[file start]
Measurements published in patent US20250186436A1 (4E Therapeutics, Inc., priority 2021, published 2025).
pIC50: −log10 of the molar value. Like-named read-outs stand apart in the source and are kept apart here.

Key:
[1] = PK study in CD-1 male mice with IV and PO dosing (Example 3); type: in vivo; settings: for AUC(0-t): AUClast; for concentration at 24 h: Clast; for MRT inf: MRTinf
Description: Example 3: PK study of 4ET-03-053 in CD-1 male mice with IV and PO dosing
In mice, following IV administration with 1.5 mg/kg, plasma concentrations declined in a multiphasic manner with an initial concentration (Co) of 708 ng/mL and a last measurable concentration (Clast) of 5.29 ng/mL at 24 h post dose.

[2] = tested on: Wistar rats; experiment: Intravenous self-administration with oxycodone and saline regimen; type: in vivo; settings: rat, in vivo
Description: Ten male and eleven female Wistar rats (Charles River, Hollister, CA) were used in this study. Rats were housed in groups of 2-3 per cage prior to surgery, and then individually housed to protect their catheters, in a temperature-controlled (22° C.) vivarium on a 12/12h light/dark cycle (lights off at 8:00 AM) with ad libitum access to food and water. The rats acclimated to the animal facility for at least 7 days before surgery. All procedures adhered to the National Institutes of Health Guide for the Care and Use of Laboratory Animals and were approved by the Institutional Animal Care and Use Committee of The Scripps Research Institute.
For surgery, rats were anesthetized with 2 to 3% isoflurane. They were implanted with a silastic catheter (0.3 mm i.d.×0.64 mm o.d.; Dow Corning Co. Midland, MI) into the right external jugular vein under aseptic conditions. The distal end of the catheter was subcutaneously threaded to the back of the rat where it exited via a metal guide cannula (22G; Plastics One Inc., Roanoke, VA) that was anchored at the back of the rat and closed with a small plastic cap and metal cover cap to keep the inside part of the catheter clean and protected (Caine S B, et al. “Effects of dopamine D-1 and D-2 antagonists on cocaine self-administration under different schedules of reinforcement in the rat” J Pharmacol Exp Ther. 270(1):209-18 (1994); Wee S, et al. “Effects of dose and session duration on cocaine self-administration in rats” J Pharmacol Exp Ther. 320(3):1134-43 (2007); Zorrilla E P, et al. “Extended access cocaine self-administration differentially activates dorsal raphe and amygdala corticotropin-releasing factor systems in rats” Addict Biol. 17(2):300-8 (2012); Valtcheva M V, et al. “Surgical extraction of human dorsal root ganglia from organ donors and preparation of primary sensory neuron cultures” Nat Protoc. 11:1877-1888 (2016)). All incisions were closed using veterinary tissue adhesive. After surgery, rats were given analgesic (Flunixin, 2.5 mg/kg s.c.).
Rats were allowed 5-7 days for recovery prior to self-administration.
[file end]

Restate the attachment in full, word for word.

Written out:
Measurements published in patent US20250186436A1 (4E Therapeutics, Inc., priority 2021, published 2025).
pIC50: −log10 of the molar value. Like-named read-outs stand apart in the source and are kept apart here.

Key:
[1] = PK study in CD-1 male mice with IV and PO dosing (Example 3); type: in vivo; settings: for AUC(0-t): AUClast; for concentration at 24 h: Clast; for MRT inf: MRTinf
Description: Example 3: PK study of 4ET-03-053 in CD-1 male mice with IV and PO dosing
In mice, following IV administration with 1.5 mg/kg, plasma concentrations declined in a multiphasic manner with an initial concentration (Co) of 708 ng/mL and a last measurable concentration (Clast) of 5.29 ng/mL at 24 h post dose.

[2] = tested on: Wistar rats; experiment: Intravenous self-administration with oxycodone and saline regimen; type: in vivo; settings: rat, in vivo
Description: Ten male and eleven female Wistar rats (Charles River, Hollister, CA) were used in this study. Rats were housed in groups of 2-3 per cage prior to surgery, and then individually housed to protect their catheters, in a temperature-controlled (22° C.) vivarium on a 12/12h light/dark cycle (lights off at 8:00 AM) with ad libitum access to food and water. The rats acclimated to the animal facility for at least 7 days before surgery. All procedures adhered to the National Institutes of Health Guide for the Care and Use of Laboratory Animals and were approved by the Institutional Animal Care and Use Committee of The Scripps Research Institute.
For surgery, rats were anesthetized with 2 to 3% isoflurane. They were implanted with a silastic catheter (0.3 mm i.d.×0.64 mm o.d.; Dow Corning Co. Midland, MI) into the right external jugular vein under aseptic conditions. The distal end of the catheter was subcutaneously threaded to the back of the rat where it exited via a metal guide cannula (22G; Plastics One Inc., Roanoke, VA) that was anchored at the back of the rat and closed with a small plastic cap and metal cover cap to keep the inside part of the catheter clean and protected (Caine S B, et al. “Effects of dopamine D-1 and D-2 antagonists on cocaine self-administration under different schedules of reinforcement in the rat” J Pharmacol Exp Ther. 270(1):209-18 (1994); Wee S, et al. “Effects of dose and session duration on cocaine self-administration in rats” J Pharmacol Exp Ther. 320(3):1134-43 (2007); Zorrilla E P, et al. “Extended access cocaine self-administration differentially activates dorsal raphe and amygdala corticotropin-releasing factor systems in rats” Addict Biol. 17(2):300-8 (2012); Valtcheva M V, et al. “Surgical extraction of human dorsal root ganglia from organ donors and preparation of primary sensory neuron cultures” Nat Protoc. 11:1877-1888 (2016)). All incisions were closed using veterinary tissue adhesive. After surgery, rats were given analgesic (Flunixin, 2.5 mg/kg s.c.).
Rats were allowed 5-7 days for recovery prior to self-administration.